19 Best NBA '90s babies

by Tom Ziller

NBA players hit their primes in their late 20s and often stay at that level through their early 30s. The current superstars of the NBA were largely born in the 1980s, from LeBron James (Dec. 30, 1984) to Kevin Durant (Sept. 29, 1988) to James Harden (Aug. 26, 1989).

But there were 214 players born in the 90s who played in the NBA last year, and some of them are damn good. The league is transitioning from one filled with 80s kids to one dominated by 90s babies. As such, we ranked the top 19 NBA players born in the 90s.

The first guy might have been born on another planet. Click the player cards to find out how the rest of the youngsters got here.


Anthony Davis #1 Mar. 11, 1993

How young is Anthony Davis? Of the 492 players to log at least one minute in the NBA in 2014-15, only 25 guys were younger than A.D. Most were rookies; few were productive. Davis was damn near the MVP.

It's absurd how frighteningly good The Brow is given his age, but it's also more than that. He's good in ways we haven't quite seen before. If he expands his game in traditional ways to pair with his unconventional attributes, he could be the heir to LeBron as the best player in the world.

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John Wall #2 Sept. 6, 1990

Wall was the most hyped point guard to hit the NBA in years when he was taken No. 1 overall by the Washington Wizards in 2010, and he's delivered. An active defender and killer passer, Wall is always one step from a highlight reel drive or stepback. He needs to continue developing his jumper and become a more confident voice of leadership, but otherwise he's on the path to becoming his generation's CP3.

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Kawhi Leonard #3 June 29, 1991

Leonard hasn't been as productive offensively as the next four players on the list, but he's been good enough on that end (dispelling doubts that kept him from being a 2011 lottery pick) to let his elite defensive skills shine. Leonard is the reigning Defensive Player of the Year and has an NBA Finals MVP in his considerable hands. Now he'll get to co-star with LaMarcus Aldridge for (at least) the next four years in San Antonio. Expect him to land his first All-Star nod this season and never look back.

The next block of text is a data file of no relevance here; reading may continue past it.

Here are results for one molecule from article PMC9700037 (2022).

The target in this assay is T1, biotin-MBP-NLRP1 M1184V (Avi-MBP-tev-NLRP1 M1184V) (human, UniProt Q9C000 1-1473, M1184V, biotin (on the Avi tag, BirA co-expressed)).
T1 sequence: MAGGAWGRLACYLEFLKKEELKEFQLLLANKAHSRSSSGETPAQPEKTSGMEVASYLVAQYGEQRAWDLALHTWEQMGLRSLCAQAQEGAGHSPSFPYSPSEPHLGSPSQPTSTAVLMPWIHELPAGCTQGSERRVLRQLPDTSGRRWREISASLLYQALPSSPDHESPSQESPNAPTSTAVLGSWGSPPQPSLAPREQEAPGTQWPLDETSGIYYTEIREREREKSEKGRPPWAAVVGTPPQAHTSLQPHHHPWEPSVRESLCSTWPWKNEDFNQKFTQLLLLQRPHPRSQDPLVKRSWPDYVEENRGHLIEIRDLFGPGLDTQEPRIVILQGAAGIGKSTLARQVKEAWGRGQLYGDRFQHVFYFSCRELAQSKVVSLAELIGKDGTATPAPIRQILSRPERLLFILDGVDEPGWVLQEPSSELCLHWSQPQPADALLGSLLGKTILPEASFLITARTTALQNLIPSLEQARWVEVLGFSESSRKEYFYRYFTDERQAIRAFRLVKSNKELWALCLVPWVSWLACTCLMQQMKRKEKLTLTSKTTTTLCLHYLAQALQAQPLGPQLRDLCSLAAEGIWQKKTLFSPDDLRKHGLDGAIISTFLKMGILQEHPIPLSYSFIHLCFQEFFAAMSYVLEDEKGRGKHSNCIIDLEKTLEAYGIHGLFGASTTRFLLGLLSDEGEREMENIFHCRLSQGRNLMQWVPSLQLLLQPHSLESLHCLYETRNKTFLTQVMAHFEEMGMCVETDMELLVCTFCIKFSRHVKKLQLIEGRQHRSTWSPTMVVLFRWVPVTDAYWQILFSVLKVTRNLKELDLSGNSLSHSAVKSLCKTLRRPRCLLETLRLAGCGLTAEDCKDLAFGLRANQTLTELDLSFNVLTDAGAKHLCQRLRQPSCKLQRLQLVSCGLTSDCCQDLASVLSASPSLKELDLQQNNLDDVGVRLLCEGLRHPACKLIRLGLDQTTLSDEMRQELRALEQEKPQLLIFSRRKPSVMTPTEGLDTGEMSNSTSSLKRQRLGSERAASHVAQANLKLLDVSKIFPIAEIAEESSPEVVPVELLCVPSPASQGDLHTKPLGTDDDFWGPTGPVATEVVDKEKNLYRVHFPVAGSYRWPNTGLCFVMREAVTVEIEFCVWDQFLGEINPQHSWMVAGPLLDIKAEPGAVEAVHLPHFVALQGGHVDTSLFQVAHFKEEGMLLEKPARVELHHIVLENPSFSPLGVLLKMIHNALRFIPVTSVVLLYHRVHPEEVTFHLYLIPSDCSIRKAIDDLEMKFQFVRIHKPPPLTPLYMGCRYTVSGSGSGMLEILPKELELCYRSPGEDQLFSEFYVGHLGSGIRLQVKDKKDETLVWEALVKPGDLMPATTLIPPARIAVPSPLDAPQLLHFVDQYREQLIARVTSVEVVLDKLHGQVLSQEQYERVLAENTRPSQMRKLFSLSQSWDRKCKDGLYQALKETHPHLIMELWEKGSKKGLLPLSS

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DeMarcus Cousins #4 Aug. 13, 1990

It's a bit of a shock that Boogie never made the All-Star Game until last season; alas, the curse of losing takes it toll. Cousins is a monster in the pivot, a deft passer (albeit one who takes unnecessary risks) and often looks like a great defender. There was hardly a more productive two-way player in the league for the first month of last season.

Unfortunately, viral meningitis ruined the magic feeling in Sactown and led to another disappointing season for the Kings. If Cousins co-exists with George Karl, though, he can be an MVP contender within the next few seasons.

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Kyrie Irving #5 Mar. 23, 1992

Irving heralded a new era of Duke basketball by becoming a high-profile one-and-done for Coach K -- Irving wasn't even so much of a one-and-done as a weeks-and-peace, given his injury issues in Durham. Nonetheless, Irving has been an excellent scorer at the pro level, and while his defense leaves plenty to be desired, he became a better passer working with LeBron James and Kevin Love last season. Expect a multi-year tutorship under LeBron to pay huge dividends for Irving.

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Paul George #6 May 2, 1990

George is another elite two-way wing like Leonard, only a bit more traditional in style. He's a solo artist who uses his athleticism to penetrate and a refined stroke to keep defenses honest, and he defends using his agile body and brain. We'll see how he's recovered from his horrific broken leg suffered a year ago, and we'll see how Indiana's new small-ball style serves his game. Chances are he'll be just fine and return to the All-Star Game a few more times.